Passive Resistance: Refusing to Yield to Censorship

Sophie Scholl is remembered for sticking up for Heine at a girls' Hitler Youth meeting.

Heinrich Heine (1797-1856) German poet and writer most recognized for satire and wit. His "Lieder (art songs)" were set to music composed by R. Schumann and F. Schubert.









Historical Context:  Sophie Scholl passively resisted Hitler. She was political active as a school girl in Ulm from 1938-1940. During this time, the Reich directorate ordered that universities burn books by subversive authors including Jack London and Ernest Hemingway. Heinrich Heine's work was among the list of banned literature. In 1821, his play "Almansor" included the following line, "Das war ein Vorspiel nur, wo man Buecher verbrennt, verbrennt man auch am Ende Menschen." (That was but a prelude, where books are burned, so soon will also be people.)


The next day after school Sophie walked to the League of German Girls meeting by herself. They were no longer voluntary. She had to attend at least one a week to be able to finish school. Tonight was dedicated to German literature. Scharlo, their leader, started to take suggestions from the girls, sitting cross-legged on the church floor in a circle.

“Goethe, Schiller, Mörike, Novalis, Eichendorff.” A stream of German Romantic poets’ names cascaded into the room.

Unable to resist the temptation, Sophie got up, cleared her throat, and recited Heinrich Heine’s poem from memory:

Bad weather,

Rain, storm, and snow.

I sit at the window and look out into the darkness.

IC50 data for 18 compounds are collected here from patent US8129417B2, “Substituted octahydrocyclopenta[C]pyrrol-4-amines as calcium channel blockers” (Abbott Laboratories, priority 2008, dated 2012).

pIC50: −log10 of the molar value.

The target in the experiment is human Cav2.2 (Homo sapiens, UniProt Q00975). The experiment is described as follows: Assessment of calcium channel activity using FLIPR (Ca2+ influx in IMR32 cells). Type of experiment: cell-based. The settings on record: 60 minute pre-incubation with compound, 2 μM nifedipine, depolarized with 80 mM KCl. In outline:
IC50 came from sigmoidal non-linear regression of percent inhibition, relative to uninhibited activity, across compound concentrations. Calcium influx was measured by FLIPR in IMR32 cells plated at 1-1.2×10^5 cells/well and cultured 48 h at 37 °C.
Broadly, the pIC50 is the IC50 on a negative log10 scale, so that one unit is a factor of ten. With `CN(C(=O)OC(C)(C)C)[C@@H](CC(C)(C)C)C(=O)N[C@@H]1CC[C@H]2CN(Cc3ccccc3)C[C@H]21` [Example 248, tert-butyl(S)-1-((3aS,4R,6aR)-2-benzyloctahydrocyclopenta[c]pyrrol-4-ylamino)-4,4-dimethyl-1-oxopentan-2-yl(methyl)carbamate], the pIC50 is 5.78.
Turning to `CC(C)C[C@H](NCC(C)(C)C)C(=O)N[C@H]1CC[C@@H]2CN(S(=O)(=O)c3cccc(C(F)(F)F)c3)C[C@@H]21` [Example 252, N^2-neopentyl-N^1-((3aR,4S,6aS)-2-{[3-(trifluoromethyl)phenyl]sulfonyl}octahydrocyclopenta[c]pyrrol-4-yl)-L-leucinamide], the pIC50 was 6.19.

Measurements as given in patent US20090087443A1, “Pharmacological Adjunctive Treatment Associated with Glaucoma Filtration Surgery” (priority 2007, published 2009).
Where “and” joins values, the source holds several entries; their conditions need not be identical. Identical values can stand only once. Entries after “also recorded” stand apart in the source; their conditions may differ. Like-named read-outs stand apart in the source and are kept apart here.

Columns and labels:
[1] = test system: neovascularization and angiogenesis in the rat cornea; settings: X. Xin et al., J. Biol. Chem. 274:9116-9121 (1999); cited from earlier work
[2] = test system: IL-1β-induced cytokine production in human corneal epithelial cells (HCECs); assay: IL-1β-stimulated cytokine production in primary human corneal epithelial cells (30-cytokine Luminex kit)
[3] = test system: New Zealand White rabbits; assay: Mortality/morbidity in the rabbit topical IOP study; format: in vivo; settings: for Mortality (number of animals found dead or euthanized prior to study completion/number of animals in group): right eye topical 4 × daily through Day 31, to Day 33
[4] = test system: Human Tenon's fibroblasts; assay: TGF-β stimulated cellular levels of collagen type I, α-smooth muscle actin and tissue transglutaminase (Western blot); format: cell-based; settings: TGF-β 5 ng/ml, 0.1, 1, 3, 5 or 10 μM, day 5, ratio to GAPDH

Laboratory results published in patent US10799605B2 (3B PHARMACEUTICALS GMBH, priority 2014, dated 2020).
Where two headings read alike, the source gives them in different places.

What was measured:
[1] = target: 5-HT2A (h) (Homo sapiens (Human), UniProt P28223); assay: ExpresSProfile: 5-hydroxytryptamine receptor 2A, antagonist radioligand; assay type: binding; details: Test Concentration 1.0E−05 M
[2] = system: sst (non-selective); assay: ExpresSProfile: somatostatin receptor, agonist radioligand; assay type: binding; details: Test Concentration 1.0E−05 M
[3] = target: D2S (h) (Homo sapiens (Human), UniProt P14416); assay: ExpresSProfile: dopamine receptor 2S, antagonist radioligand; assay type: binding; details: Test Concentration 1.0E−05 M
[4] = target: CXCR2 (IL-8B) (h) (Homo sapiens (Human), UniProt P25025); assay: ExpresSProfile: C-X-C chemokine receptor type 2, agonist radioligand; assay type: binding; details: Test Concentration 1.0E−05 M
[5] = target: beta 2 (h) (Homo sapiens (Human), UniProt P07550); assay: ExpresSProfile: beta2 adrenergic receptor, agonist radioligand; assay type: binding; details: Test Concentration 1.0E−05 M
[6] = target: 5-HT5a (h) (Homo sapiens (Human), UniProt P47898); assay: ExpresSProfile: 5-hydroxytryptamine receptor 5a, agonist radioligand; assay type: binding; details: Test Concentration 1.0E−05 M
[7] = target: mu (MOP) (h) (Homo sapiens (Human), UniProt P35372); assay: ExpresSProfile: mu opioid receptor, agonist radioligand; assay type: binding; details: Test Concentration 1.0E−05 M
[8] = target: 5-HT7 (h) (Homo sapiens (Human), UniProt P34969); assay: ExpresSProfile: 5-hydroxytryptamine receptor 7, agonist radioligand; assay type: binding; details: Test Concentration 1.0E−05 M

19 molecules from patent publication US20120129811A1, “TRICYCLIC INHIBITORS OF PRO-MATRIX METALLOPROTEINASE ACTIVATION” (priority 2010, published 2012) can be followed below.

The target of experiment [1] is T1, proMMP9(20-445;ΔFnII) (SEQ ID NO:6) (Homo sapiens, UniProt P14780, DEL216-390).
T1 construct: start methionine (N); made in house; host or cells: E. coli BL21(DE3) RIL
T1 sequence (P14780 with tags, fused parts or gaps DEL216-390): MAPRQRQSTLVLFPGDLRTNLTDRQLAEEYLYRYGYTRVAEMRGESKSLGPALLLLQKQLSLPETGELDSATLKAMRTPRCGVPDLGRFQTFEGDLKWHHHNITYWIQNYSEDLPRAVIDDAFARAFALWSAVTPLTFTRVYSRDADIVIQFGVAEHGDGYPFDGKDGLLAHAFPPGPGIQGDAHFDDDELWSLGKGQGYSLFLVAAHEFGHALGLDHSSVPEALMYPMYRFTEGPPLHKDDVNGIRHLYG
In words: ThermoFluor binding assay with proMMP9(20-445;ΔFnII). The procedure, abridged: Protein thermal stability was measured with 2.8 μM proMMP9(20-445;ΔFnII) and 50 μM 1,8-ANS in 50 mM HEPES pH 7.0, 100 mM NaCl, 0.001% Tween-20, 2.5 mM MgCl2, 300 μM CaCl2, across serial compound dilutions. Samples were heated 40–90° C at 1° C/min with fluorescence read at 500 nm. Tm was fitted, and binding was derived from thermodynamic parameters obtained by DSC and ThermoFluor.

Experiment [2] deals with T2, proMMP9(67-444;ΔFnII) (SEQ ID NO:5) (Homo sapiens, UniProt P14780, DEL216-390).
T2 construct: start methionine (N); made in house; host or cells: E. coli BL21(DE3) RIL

A single light shimmers and wanders slowly forward,

A mother and her lantern out in the street.

She is buying flour, eggs, and butter

To bake a cake for her little daughter,

Waiting at home lying in an armchair.

Staring sleepily into the light.

The poet’s words suspended in the air and then evaporated like soap bubbles. The girls grew still by the tenderness of the rhyme.

Scharlo pointed her bony finger at Sophie and ordered her to sit down.

“German girls don’t read Jewish poets!” she screamed in a frightening pitch.

Sophie looked around the room at the girls who used to be her friends. Then she said, “Whoever doesn’t know Heinrich Heine’s poetry, doesn’t know German literature.”

They looked back at Sophie in bewilderment. A wide smile blessed her face and for once, her dark eyes shone with hope. Instead of sitting back down, she left the meeting without saying another word.

Based on the true story about Fritz Hartnagel and Sophie Scholl, "WITH YOU THERE IS LIGHT" is ultimately a love story about two brave individuals caught on opposite sides of war." - Author Alexandra Lehmann

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With You There Is Light - He told her what he witnessed. What she did with the truth changed history.